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5 Ways to Simplify the Process of Finding Your Target Audience

by Terry H Hill
Terry H Hill
Terry H. Hill is the Chief Business Mentor at Training for Entrepreneurs.com. H
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on Nov 07 in Business Insights 1 Comment

Target Audience.jpgAre you trying to build a solid foundation from which to grow your business?  If so, you need to first find out who your target audience is; and, then tailor your marketing pitch accordingly.  Targeting the right audience can spell the difference between success and failure.  In fact, studies reveal that companies that try to be all things to all customers usually fail.

With the current economic situation, it has become all the more important to have a well-defined target market.  You simply cannot afford to target everyone.  By focusing on a particular audience, you are giving your small business a chance to stand out and be able to effectively compete with larger competitors.

Now, if you're not differentiating yourself in the marketplace, i.e. you have nothing unique or new to offer your customers, your customers will look at your price as the main motivator for buying from you.
Use these five strategies to help you find your target audience:

#1: Check out your current customer base

Determine who your customers are and why they buy from you.  Many small-business owners think they know what their customers want without doing any research.  Until you’ve made done a thorough analysis of your customer base; your pre-conceived ideas are nothing more than fantasies and have no place in a real business setting.

When analyzing your customer base, look for common interests, buying patterns, and characteristics.  Determine which types of customers generate the most business.  Also, consider whether other groups of prospective customers might benefit from your product or service.

#2: Learn from your competitors

Who are your competitors’ current customers?  Why are they buying from your competitors?  These are just a few of the questions to ask.  Once you find out the answer, do not go after the same market.  The idea is to find a niche market your competitors may have overlooked.

#3: Find the perfect customer group

Once you have determined who may have a need for your product or service; you need to dig deeper and find out who is most likely to buy it.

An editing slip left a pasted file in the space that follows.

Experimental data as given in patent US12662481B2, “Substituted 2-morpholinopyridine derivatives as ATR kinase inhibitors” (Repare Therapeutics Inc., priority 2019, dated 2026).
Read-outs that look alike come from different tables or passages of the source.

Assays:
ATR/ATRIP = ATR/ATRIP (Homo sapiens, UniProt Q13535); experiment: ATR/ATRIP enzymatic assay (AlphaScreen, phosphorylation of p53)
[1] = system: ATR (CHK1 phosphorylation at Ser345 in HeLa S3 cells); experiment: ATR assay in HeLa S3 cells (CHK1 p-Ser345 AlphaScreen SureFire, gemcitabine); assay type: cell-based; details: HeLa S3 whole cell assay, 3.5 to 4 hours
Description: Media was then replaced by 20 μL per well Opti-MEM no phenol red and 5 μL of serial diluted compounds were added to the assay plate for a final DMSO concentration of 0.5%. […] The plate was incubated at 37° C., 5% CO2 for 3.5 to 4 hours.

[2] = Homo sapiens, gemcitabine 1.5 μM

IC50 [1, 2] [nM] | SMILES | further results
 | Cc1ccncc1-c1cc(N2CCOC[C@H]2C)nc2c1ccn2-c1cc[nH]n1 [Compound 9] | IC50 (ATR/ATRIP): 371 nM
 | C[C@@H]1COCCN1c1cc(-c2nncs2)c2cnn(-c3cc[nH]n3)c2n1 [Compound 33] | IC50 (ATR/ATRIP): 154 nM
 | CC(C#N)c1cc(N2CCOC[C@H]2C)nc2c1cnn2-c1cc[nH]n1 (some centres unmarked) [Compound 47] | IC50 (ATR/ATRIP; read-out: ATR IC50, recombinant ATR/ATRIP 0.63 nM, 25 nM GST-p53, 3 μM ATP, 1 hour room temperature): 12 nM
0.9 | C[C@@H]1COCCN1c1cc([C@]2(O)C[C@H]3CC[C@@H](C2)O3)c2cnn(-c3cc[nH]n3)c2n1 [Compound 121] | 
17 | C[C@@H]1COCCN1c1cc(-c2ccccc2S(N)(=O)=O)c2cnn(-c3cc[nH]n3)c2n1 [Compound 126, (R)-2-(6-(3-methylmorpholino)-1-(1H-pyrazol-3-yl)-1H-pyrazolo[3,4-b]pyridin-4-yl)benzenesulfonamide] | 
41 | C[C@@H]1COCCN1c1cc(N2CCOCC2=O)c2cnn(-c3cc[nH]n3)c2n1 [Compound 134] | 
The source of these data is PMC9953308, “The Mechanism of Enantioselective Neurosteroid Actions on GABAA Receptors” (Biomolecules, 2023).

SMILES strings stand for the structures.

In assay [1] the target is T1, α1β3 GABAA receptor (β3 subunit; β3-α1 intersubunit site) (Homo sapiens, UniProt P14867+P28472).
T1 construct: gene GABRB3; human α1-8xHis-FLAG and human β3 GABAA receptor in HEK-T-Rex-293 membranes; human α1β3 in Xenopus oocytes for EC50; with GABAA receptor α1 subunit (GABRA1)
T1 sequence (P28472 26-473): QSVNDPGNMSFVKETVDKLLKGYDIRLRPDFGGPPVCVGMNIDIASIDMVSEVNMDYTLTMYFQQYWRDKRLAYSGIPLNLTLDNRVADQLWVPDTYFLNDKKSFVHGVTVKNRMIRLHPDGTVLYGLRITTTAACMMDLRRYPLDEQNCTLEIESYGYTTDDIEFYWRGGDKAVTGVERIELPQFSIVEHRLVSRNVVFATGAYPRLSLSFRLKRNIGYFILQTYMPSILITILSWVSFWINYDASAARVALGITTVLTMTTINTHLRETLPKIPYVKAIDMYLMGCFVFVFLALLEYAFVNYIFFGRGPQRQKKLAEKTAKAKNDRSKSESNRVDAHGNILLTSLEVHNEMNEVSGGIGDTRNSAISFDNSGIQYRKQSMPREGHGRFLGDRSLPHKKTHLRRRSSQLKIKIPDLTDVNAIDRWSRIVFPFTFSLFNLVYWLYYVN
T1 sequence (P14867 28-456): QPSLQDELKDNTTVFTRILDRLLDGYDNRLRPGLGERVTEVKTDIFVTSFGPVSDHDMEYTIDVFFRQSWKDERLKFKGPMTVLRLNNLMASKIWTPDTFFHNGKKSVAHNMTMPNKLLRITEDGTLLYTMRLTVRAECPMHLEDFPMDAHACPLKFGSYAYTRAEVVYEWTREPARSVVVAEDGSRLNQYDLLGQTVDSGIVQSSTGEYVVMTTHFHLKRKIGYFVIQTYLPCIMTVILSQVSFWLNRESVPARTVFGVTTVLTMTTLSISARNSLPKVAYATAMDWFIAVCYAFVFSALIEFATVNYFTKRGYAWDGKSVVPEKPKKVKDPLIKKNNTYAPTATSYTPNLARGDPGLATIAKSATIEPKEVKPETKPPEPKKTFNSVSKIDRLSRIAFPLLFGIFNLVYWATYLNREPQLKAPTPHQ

Consider the following demographic factors:

  • Age
  • Gender
  • Location
  • Occupation
  • Income level
  • Education level
  • Single or married
  • Ethnic background

#4: Break down your target audience further

After you've identified your group of prospective customers, you need to classify them further according to personal characteristics such as:

  • Personality
  • Values
  • Attitudes
  • Lifestyle
  • Hobbies and interests
  • Behavior

Find out how each sub-class will respond to and use your product.  Do your offerings fit their lifestyle?  What is it about your products/services that your prospective customers will find most appealing?  Asking these questions will help you uncover certain needs that no other competitor has met adequately before.  These newly discovered form the foundation of your competitive advantage.N

#5: Evaluate your decision

After thorough research and analysis, you may discover that you have more than one niche.  In that case, you need to consider whether each niche should have its own marketing message or whether one campaign strategy will work for all of them. 

It all boils down to differentiation.  In order to give prospective customers a reason to buy from you and not from your competitors; you must be able to effectively differentiate your business from your competitors.

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About the author

Terry H Hill

Terry H. Hill is the Chief Business Mentor at Training for Entrepreneurs.com. His business knowledge combined with his 30 plus years of small business experience help individuals to effectively develop and efficiently implement strategies to overcome their particular business issues and challenges… To explore the various one-to-one mentoring plan options, visit

Comments

Tricia Hoekwater Thursday, 08 November 2012 · Edit Reply

Very helpful. I am in the process of rewriting my business plan and this is my next step. Thank you for sharing this insightful information.

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